The mechanics of poetic imagination are always the same: a concentration, a leap, a flight, a return with the treasure, and a classification and selection of what has been brought back. The poet dominates his imagination and sends it wherever he wants. When he is not happy with its services he punishes it and sends it back, just as the hunter punishes the dog who is too slow in bringing him the bird. Sometimes the hunt is splendid, but the most beautiful birds and the brightest lights almost always get away….

Visible reality, the facts of the world and of the human body, are much more full of subtle nuances, and are much more poetic than what imagination discovers. One notices this often in the struggle between scientific reality and imaginative myth, in which—thank God—science wins. For science is a thousand times more lyrical than any theogony….

The poet strolls through his imagination, limited by it. He hears the flowing of great rivers. His forehead feels the cool of the reeds that tremble in the midst of nowhere. He wants to hear the dialogue of the insects beneath the boughs. He wants to penetrate the current of the sap in the dark silence of great tree trunks. He wants to understand the Morse alphabet spoken by the heart of the sleeping girl.

He wants. We all want. But this is his sin: to want. One shouldn’t want, one should love. And so he fails. Because when he tries to express the poetic truth of any of these motifs, he will have to make use of plastic analogies that will never be sufficiently expressive, for the imagination cannot reach those depths.

As long as he does not try to free himself from the world, the poet can live happily in his golden poverty…. Poetry doesn’t need skilled practitioners, she needs lovers, and she lays down brambles and shards of glass for the hands that search for her with love.

Untimely meditations

We know something about Wittgenstein’s architectural designs, and about Schoenberg’s paintings. Perhaps there’s a book to be written on philosophers who composed music: Rousseau, Nietzsche, Adorno.

More on Nietzsche: in this month’s Atlantic Monthly, Terry Castle’s brief omnibus review of “astonishing memoirs by (and about) deeply repellent people” recommends Forgotten Fatherland: The Search for Elisabeth Nietzsche. Its author, Ben McIntyre, “took a boat trip into the Paraguayan jungle in 1991 in search of the surviving inhabitants of Nueva Germania — an abortive ‘Aryan’ colony founded in the late nineteenth century by the ghastly Elisabeth Nietzsche, racist sister of the philosopher. He found a weird village of unreconstructed white supremacists — inbred, half mad, many of them still speaking a kind of zombie German — and heard some curious and frightening stories Josef Mengele. A true-life Heart of Darkness.” As Friedrich’s posthumous PR, the book argues, Elisabeth retrofitted his ideas for an unambiguously anti-semitic agenda and secured for him a place in the Nazi canon Nietzsche himself (in his later years, at least) would have denounced. For no good reason, imagining this village in the jungle brings to mind Fitzcarraldo; if anyone were to make a film about all this, Herzog should.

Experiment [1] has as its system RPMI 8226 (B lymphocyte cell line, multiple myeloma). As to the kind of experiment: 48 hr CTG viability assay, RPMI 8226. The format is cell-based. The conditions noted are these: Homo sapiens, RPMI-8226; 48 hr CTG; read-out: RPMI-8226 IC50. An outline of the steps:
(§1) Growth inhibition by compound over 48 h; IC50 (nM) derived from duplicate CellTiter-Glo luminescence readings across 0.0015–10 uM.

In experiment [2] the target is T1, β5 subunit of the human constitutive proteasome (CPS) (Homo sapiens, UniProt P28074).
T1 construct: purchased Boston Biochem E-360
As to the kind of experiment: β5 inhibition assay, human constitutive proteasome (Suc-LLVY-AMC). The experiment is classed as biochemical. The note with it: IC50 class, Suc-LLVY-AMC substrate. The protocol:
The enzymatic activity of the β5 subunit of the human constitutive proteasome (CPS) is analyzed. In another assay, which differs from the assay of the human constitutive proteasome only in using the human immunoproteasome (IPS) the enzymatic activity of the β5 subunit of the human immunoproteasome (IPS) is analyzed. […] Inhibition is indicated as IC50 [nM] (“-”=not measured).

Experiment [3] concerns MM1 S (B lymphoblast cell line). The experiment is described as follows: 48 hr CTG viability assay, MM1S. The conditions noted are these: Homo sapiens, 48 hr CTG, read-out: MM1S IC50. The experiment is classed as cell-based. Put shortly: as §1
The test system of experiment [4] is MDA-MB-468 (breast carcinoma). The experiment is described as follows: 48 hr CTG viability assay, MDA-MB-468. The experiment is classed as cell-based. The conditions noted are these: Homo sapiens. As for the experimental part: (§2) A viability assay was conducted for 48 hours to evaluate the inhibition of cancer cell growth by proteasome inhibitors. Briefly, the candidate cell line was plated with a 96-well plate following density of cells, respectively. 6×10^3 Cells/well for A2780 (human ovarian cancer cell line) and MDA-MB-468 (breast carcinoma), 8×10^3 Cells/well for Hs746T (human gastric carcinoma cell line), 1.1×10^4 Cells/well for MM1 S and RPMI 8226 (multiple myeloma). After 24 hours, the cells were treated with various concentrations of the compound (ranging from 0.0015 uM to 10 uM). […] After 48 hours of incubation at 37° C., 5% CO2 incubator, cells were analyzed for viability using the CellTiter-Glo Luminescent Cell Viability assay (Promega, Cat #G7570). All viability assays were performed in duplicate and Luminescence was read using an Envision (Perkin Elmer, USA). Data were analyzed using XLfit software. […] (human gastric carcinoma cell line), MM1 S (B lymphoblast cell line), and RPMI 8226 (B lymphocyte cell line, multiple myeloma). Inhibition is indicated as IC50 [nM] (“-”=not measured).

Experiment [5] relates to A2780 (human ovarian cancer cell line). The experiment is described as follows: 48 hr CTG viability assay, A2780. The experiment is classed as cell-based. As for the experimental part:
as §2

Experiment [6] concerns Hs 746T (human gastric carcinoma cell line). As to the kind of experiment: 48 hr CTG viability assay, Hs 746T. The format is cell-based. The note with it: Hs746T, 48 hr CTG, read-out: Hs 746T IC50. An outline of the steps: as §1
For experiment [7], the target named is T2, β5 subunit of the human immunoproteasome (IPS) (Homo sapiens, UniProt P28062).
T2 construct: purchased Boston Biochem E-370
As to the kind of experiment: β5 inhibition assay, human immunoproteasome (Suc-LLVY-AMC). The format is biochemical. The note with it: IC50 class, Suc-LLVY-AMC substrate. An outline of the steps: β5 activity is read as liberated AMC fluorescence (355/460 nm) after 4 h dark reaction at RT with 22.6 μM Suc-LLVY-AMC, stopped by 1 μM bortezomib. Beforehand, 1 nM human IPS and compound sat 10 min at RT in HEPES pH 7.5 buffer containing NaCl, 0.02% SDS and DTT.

Anno Anna

A few very recent, admissibly notable events:

Anna Karenina bolts to No. 1 in bestselling paperback fiction. On her May 27 show, still days before the official announcement, Oprah whispered a few hints to guest Sharon Stone about her next Book Club selection. For any alert lit-critter, Stone’s remarks in response were a dead giveaway: a timeless story, a long novel that isn’t as intimidating as it seems, about a woman of yore, her passions, her todestrieb. This is an event impervious to high-brow snickering: for better if also for (i.e., symptomatic of) worse, Oprah will have done more for this classic than many a literature professor. Just think: across the beaches of North America thousands of women will be reading Tolstoy for the first time! Will there ever have been more copies of a single novel open at the same time under the sun? WGBH Boston seems clued in: this weekend it begins re-airing the 2000 UK/Masterpiece Theatre adaptation, starring Helen McCrory (Anna), Kevin McKidd (Vronsky), Douglas Henshall (Levin), Amanda Root (Dolly; excellent as Anne in Persuasion), and Paul Rhys (Nikolai; excellent in Gallowglass). Ophah’s Book Club proceedings can be found here.

Listening to Furtngler again and more, thanks to the wonderful Wilhelm Furtwängler Orgy on wonderful WHRB. What other conductor, apart from Knappertsbusch, can make Bruckner’s plodding transitions sound so convincing, inevitable even? The EMI remastered 1952 Tristan & Isolde is a fulgent force of nature.

Glassy lass

A shrimp who sought his lady shrimp
Could catch no glimpse,
Not even a glimp.
At times, translucence
Is rather a nuisance.

— Ogden Nash’s Zoo.

Entre nous

“Prose should be a long intimacy between strangers with no direct appeal to what both may have known.” — Henry Green, Pack My Bags.

Haecceity

Their individualism is not perhaps the thing that matters most to us when we meet people in ordinary life, but in a novel where they do not want anything from us, our money or our bodies or our advice — nothing, that is, except our interest — it matters very much; and no deep feelings for landscape, architecture, culture, or life just going on and on, […] will console us for its absence.

— W.H. Auden